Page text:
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Idesia (Arica)

versión On-line ISSN 0718-3429

Idesia v.25 n.3 Arica dic. 2007

http://dx.doi.org/10.4067/S0718-34292007000300002 

 

IDESIA (Chile) Vol. 25, Nº 3; 7-17, 2007

INVESTIGACIONES

TROPHIC STATUS OF TWO GLACIAL LAKES, WEST AND EAST OKOBOJI, IN NORTHWEST IOWA. U.S.A.

ESTATUS TRÓFICO DE DOS LAGOS GLACIARES, OKOBOJI DEL OESTE Y DEL ESTE, EN EL NOROESTE DE IOWA, USA

Humberto Campos Ortega1

1Cedar Falls IOWA - USA, 1994.


ABSTRACT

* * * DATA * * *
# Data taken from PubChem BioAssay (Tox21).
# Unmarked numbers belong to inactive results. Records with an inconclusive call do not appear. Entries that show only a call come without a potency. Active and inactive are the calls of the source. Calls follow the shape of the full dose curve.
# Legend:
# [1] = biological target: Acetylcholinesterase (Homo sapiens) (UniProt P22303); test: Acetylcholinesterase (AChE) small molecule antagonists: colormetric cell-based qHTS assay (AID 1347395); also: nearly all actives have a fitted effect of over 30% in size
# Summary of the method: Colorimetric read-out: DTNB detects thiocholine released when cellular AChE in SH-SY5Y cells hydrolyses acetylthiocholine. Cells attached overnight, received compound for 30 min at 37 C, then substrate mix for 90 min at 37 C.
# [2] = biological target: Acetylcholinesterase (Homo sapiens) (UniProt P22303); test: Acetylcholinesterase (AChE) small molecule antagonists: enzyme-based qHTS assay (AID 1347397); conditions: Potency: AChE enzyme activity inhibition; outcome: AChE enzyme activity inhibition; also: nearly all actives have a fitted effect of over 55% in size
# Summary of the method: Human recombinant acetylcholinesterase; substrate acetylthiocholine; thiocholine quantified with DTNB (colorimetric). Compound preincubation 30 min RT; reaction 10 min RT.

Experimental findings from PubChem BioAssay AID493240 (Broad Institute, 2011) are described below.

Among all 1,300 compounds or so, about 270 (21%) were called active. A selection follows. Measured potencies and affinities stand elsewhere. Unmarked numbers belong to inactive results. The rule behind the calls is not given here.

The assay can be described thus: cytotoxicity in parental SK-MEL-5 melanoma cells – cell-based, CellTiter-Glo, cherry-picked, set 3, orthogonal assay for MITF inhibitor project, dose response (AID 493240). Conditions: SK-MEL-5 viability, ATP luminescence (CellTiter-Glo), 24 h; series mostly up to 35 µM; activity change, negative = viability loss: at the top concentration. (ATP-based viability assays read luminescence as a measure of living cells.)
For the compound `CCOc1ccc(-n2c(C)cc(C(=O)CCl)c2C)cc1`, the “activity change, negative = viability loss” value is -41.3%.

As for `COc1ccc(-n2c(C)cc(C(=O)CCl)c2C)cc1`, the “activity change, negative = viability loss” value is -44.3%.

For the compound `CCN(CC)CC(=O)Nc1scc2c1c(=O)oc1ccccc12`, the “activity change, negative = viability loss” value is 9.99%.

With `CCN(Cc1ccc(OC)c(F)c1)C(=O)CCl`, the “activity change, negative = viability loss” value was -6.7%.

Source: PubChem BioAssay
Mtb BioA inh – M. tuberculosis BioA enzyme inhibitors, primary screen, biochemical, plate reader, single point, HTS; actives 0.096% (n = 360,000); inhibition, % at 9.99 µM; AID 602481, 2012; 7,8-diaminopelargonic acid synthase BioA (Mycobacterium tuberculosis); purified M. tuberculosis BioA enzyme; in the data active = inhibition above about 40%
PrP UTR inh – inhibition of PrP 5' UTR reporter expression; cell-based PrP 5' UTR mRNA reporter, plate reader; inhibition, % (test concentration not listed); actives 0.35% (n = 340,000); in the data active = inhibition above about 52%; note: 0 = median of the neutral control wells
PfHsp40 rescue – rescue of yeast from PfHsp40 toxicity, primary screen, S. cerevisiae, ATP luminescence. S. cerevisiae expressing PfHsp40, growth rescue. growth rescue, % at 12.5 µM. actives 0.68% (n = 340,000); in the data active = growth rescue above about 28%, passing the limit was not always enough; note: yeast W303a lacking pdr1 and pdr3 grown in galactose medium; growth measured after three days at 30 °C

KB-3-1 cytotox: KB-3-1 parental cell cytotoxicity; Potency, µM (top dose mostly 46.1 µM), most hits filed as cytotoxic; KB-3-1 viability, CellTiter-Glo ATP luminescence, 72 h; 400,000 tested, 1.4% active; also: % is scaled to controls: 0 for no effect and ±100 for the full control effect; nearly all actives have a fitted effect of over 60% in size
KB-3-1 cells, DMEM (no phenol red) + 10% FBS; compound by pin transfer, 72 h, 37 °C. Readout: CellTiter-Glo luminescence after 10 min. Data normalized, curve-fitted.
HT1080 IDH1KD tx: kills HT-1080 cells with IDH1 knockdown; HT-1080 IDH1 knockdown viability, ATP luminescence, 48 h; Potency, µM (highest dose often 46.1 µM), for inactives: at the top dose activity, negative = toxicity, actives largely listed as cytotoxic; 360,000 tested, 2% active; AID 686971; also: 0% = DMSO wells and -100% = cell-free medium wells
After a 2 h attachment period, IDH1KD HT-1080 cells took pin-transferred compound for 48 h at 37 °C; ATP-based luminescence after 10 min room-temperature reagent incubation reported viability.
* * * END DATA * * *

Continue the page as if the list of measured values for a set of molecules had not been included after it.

The lentic water system formed by the West and East Okoboji lakes and the Big Spirit lake was sampled in four stations spread through the Okoboji lacustrine system on October 9th, 1994. In these samples were determined chemical and biological parameters as depth, Secchi’s depth, temperature, pH, dissolved oxygen, electrical conductivity. The content of chlorophyll A between both lakes was also studied, including a comparison in zooplankton. In contrast with the shallow stations, in the deepest stations it was observed stratification due to the presence of thermoclyne and oxiclyne. For the comparison of chlorophyll between both Okoboji lakes, a one-way ANOVA test was applied. Results showed that there were statistically significant differences at 2-meter depth among the stations in both lakes but not in surface waters. Later, a Duncan Multiple Range test was performed to examine the nature of these differences. It showed that only Station SP in East Okoboji differed from the other three with respect to chlorophyll A. The zooplankton comparison showed no differences either in the presence of cladocerans calanoyds and ciclopoyds, or in the total amount of zooplankton. The behavior among the stations only showed statistically significant differences in ciclopoyds.